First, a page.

272 pages Expected publication: July 2nd 2019 by Katherine Tegen Books
I’m watching Pan’s Labyrinth as I write this review because it seems like the right thing to do. As one of my favorite movies of all time, I had to request this title from Edelweiss. I told them I would give them a leg to be able to review this title. Since they allowed me this honor, I think one of my legs now belongs to Katherine Tegen. This review may contain spoilers for those who have not seen the movie.
When I first saw Pan’s Labyrinth in the theater, I knew right away that it would cement a place in my heart. Now only did it have the magic, it had the brutality of reality coexisting. Whether Ofelia truly saw all the things she did is up to interpretation. This book made clear some of those things but still left it up to you. It also went into detail some of the histories of the mill where Ofelia and her mother come to live, and tells some tales of Princess Moanna that we weren’t quite aware of in the movie.
“It is said that, long, long ago, there lived a princess in an underground realm, where neither lies no pain exist, who dreamt of the human world.”
The story opens with the short tale of Princess Moanna, who wished to see the world above her own. But upon arriving above ground, she forgot who she was and wandered the world until she died. Knowing her spirit would never die, her father the king never gave up looking for her.
Spain 1944. Thirteen-year-old Ofelia arrives at an old mill with her pregnant mother where they would come to live with Capitan Vidal, a sadist whose only goal is to kill the rebels and deliver a healthy son. Ofelia knows he’s sour straight away, but avoids him for the sake of her mother. Vidal, to me, is one of the scariest villains I’ve ever seen on screen and he is no different in the book. Ofelia stumbles upon a labyrinth on the land where she meets Pan, a faun who tells her that she is the reincarnation of Princess Moanna, but to be sure, she must carry out three tasks. With each task, Ofelia tests the limits of bravery and will. In one of the tensest scenes in movie history, she meets The Pale Man (we find out about this monster’s history in one of the chapters!) on one of these tasks and barely makes it out alive. Having made a grave mistake during her confrontation with the creature, Pan disavows Ofelia.
“Our worst fears are always underneath us, hidden, shaking the ground we wish to be firm and safe.”
All the while, one of the workers at the mill, Mercedes, is aiding the rebels. One of which is her brother. Along with her in betraying Vidal is Dr. Ferreira who works closely with Vidal and Carmen, Ofelia’s mother during her difficult pregnancy. In them, we see another type of bravery, which is far greater than anything seeing who they answer to. Vidal is a monster and to betray such a man is risking your very life.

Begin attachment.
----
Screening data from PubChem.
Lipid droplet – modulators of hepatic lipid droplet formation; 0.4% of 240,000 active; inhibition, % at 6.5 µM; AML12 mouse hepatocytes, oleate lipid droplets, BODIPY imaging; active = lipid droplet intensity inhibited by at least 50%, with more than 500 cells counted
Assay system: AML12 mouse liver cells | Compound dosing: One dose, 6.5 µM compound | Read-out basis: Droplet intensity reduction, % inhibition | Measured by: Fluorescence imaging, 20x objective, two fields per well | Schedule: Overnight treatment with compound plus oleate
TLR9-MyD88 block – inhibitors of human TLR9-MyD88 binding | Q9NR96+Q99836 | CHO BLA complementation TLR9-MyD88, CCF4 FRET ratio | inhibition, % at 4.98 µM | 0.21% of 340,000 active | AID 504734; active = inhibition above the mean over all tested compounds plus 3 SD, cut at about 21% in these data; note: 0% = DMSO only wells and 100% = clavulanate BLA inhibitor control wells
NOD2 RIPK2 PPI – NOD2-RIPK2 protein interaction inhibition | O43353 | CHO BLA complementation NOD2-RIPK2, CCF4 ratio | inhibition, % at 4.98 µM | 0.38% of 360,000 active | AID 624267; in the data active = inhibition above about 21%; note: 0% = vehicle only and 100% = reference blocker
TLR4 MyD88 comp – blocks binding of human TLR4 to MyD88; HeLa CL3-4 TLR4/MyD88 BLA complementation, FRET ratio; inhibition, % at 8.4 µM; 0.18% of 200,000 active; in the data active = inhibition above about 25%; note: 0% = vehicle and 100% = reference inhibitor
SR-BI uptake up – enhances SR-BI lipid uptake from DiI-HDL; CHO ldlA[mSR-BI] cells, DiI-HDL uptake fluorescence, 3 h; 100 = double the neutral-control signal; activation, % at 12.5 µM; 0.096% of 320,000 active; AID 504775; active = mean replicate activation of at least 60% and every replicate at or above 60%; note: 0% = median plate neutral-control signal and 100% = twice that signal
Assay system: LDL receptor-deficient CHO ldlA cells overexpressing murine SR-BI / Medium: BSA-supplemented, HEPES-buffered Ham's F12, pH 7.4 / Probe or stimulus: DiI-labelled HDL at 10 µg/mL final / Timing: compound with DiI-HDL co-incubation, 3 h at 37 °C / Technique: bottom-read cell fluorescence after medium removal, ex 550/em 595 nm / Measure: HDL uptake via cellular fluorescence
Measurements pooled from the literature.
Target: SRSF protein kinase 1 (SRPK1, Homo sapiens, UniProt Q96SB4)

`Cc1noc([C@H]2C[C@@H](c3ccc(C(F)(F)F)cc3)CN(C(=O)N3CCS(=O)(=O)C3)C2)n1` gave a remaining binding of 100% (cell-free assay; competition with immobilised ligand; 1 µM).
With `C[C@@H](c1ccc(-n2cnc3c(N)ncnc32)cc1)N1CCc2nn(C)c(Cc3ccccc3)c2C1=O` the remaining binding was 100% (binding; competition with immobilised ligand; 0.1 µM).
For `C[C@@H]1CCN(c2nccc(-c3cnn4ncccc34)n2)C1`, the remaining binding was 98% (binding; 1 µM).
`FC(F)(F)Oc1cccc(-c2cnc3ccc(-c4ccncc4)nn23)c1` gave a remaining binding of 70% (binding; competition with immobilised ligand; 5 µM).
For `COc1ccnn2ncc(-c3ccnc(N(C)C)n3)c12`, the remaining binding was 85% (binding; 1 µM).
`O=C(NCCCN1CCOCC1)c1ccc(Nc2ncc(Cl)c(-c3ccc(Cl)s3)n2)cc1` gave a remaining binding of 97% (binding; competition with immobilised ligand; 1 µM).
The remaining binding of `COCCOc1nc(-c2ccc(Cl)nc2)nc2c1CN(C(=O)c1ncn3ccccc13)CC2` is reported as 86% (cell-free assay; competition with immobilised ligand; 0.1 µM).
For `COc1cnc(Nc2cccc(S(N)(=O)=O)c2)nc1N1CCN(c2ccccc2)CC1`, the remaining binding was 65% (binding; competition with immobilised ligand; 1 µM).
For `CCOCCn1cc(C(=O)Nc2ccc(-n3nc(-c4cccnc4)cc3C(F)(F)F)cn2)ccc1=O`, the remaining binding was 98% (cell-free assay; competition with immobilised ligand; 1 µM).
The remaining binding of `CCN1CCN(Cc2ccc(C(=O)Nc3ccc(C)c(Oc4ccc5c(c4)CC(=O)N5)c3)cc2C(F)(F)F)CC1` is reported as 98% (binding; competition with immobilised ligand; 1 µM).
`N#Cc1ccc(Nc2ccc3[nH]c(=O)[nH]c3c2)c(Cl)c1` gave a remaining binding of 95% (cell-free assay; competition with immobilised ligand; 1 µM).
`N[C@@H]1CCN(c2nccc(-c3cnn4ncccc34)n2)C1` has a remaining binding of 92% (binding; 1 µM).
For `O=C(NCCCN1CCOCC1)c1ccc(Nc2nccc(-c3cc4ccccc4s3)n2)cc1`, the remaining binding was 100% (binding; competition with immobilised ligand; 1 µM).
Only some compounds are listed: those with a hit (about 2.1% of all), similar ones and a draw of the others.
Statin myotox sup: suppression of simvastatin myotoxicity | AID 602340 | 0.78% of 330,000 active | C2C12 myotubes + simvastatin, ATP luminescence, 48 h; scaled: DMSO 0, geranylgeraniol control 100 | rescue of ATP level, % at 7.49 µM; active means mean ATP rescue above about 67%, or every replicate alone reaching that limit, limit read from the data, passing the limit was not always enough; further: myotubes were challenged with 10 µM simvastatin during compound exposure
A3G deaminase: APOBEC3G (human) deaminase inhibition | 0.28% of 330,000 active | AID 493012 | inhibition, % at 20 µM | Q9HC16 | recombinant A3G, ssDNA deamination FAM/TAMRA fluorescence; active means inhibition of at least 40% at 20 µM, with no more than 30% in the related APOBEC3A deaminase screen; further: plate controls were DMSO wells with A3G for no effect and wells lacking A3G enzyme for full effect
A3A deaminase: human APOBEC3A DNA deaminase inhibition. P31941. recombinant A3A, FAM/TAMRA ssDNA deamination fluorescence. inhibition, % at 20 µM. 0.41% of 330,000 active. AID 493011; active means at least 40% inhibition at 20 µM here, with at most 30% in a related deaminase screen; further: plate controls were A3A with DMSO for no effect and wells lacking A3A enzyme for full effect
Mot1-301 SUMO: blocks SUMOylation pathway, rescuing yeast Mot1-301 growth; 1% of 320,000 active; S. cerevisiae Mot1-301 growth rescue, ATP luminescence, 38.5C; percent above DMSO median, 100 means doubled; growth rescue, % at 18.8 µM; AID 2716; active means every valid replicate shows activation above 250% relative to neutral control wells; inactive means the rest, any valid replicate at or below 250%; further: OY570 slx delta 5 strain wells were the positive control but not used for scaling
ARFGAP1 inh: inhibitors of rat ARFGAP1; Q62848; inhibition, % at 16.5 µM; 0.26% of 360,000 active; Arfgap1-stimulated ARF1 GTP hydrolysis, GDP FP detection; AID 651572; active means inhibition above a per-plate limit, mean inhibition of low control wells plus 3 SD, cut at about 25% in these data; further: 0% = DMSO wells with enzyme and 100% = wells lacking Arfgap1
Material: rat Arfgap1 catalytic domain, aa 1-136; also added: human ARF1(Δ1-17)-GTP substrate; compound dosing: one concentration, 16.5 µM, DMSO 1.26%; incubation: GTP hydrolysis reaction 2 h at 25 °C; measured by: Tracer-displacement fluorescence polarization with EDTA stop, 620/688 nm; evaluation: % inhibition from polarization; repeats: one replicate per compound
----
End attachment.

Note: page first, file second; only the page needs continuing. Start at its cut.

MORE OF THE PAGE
The story comes together as Carmen dies giving birth, and Mercedes is discovered as a spy. Wrought with sadness, Pan comes to Ofelia, telling her he will allow her one last chance to prove herself. He tells her to bring her baby brother to the labyrinth. Meanwhile, Mercedes is captured and escapes by seriously injuring Vidal. Upon arriving at the labyrinth with her brother, Ofelia discovers that Pain wants her to spill a bit of his blood to open the portal back to their world. But Ofelia refuses to harm her brother. In response, the faun disappears, and Vidal comes to reclaim his son and shoots Ofelia.
“In our choices, lies our fate.”
Mercedes and her brother Pedro await Vidal when he tries to exit the labyrinth and, only after taking the infant from him, shoot him dead, assuring him he would never know his son and his son would never know of him. Ofelia finds herself in a place where her mother and father are well and alive. As are the fairies she had lost to The Pale Man. Pan explains that she had completed the final task and had finally come home.
This book does not gloss over the violent scenes that jarred us in the movie. I found myself skipping one particular. Let it be known that this is not a kid’s story. It is brutal and emotional. To go into further detail of what was real and what was not, I tend to lean in the direction that everything Ofelia experienced was real and the books seem to elude to that, BUT different will see different things and may feel like it leaned more to that everything was in Ofelia’s head. As a child of war, she is overcome by loss and worry. We see it all through her eyes, which is devastating to anyone.
Guillermo, according to an article I once read, says that he hates words, but his collaboration with Funke tells a different story. Nothing can compare to the cinematic wonder that is one of his best works, but this book does a great job complimenting it. The violence of the real world echoes in the tasks Ofelia must complete. There are some great posts online detailing these so it would be good for those who are interested so my review doesn’t get too long-winded. Part of me hopes, GDT reads this review. Since Katherine Tegen has lain claim to one of my legs, I might as well offer the other to know he’s read this and knows that his movies (and books) have touched my life. I hope this one does the same for you, dear readers.